College football is a fickle sport.

Just ask Coach Prime. The darling of the football world last month, his Colorado team blew a 29-0 halftime lead and got Buffaloed by Stanford 46-43 in double overtime.

Which is a worse way to lose? Scoring 43? Or 6?

The point is, whether at Wisconsin, which seemingly had everything in place, or Colorado, which was starting from scratch, first-year coaches have a lot of building to do.

It’s way too early to jump off the Fickell-Longo bandwagon.

Especially with four Pac-12 teams bringing, um, scoring to a Big Ten near you.

IRISH ERUPT: It made sense that experts were picking USC to saddle Notre Dame with its third loss in four weeks. The unbeaten Trojans, led by the reigning Heisman Trophy winner, Caleb Williams. had a potent offense and a world of possibilities for this season.

Honestly, I wasn’t buying it. USC’s defense was suspect. And it was Notre Dame’s time.

That second loss, at Louisville a week earlier, eliminated the Irish, who turn their nose up at conference championships, from the only thing they have to play for—the national championship.

That eased the burden of expectations. The Irish could exhale—and embarrass Williams, who threw three brutal interceptions as ND jumped out to a 24-3 lead and went on to a 48-20 win.

In college football, as in life, timing is everything. Like USC, unbeaten Louisville, which had looked so tough against Notre Dame, looked very beatable suffering its first loss, 38-21, at Pitt on Saturday.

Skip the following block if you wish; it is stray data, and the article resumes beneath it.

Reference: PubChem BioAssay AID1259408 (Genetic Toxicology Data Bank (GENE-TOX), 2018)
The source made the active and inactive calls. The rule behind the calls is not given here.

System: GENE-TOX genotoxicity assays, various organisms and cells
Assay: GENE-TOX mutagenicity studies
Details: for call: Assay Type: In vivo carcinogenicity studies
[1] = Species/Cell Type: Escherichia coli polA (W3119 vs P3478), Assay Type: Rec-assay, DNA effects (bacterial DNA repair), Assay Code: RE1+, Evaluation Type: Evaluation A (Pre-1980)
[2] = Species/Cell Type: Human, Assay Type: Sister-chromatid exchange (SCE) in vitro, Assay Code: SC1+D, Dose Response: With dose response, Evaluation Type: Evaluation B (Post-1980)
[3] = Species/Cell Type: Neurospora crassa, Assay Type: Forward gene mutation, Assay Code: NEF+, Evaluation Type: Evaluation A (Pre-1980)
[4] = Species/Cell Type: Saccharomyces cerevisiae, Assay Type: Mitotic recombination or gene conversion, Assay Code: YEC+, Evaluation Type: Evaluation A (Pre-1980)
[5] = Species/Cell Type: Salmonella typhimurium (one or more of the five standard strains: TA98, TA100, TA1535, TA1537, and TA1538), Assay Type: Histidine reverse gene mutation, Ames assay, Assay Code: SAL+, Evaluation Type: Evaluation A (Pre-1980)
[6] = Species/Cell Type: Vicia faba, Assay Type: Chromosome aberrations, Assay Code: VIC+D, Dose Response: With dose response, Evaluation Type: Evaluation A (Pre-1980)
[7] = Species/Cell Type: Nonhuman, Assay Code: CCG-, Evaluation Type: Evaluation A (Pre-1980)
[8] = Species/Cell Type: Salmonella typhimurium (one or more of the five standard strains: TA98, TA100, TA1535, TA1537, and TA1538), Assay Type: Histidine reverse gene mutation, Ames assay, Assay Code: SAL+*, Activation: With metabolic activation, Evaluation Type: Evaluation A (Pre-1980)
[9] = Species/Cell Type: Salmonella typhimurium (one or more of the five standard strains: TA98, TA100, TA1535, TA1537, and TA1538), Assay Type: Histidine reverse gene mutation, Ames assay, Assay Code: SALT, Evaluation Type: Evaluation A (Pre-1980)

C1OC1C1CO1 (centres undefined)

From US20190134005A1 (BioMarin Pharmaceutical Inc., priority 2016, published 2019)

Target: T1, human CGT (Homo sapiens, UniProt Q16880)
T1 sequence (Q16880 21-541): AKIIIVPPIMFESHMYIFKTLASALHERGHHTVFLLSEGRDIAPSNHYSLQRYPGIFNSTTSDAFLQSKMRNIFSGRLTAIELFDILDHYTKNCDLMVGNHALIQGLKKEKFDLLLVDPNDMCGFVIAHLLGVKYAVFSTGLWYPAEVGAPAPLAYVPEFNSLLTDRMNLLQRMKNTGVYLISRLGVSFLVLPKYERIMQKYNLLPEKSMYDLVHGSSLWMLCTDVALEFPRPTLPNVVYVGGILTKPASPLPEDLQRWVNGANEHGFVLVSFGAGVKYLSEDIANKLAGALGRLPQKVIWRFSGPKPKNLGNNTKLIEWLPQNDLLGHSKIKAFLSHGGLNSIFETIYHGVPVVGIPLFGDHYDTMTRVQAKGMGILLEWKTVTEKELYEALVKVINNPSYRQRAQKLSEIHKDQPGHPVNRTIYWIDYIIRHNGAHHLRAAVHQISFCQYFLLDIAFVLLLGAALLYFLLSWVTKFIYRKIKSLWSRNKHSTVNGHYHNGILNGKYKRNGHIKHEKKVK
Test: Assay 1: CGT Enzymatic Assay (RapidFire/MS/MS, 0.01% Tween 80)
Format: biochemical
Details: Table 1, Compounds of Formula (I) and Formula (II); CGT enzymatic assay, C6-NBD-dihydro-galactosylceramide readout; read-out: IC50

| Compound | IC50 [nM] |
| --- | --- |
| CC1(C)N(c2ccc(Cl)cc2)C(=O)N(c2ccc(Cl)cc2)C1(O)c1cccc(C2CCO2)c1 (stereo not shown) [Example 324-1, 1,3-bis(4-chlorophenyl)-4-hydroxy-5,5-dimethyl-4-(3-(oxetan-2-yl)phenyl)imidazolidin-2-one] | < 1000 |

Notre Dame (6-2) has a week off before playing its final four games, which include a home date with Pitt and trips to Clemson and Stanford. All three of those teams are capable of giving ND a game.

Should be some big moments in there for 6-5, 260-pound junior Mitchell Evans, the latest in ND’s long line of tight ends who will play on Sundays for a long time.

FINALLY: As your humble Big Ten observer, I can tell you that there hasn’t been a whole to observe so far. Other than that riveting Ohio State-Notre Dame game, um, I can’t think of another big-time showdown.

That drought ends this week: No. 7 Penn State at No. 3 Ohio State.

After nearly two months of watching the Nittany Lions, Buckeyes and Wolverines stomp on lesser-lights, a true heavyweight showdown. The assumption is that Penn State, which is 1-8 against Ohio State on James Franklin's watch, won't be up to the task.

It will be a battle of new quarterbacks: Ohio State's Kyle McCord was cool under fire at Notre Dame. Can Penn State's Drew Allar handle the big-game pressure he'll face in the Horseshoe?

 This game, plus Michigan’s Nov. 11 trip to Penn State and Michigan’s Big Game with Ohio State in Ann Arbor on Nov. 25 will determine who rules the last Big Ten As We Know It—before it is invaded by a West Coast Fab Four.

Oh, and by the way, Wisconsin travels to Illinois this Saturday to play the team that sank Paul Chryst. The Fickell skeptics will have their spears sharpened and ready to go, in case the Badgers aren't up to the task.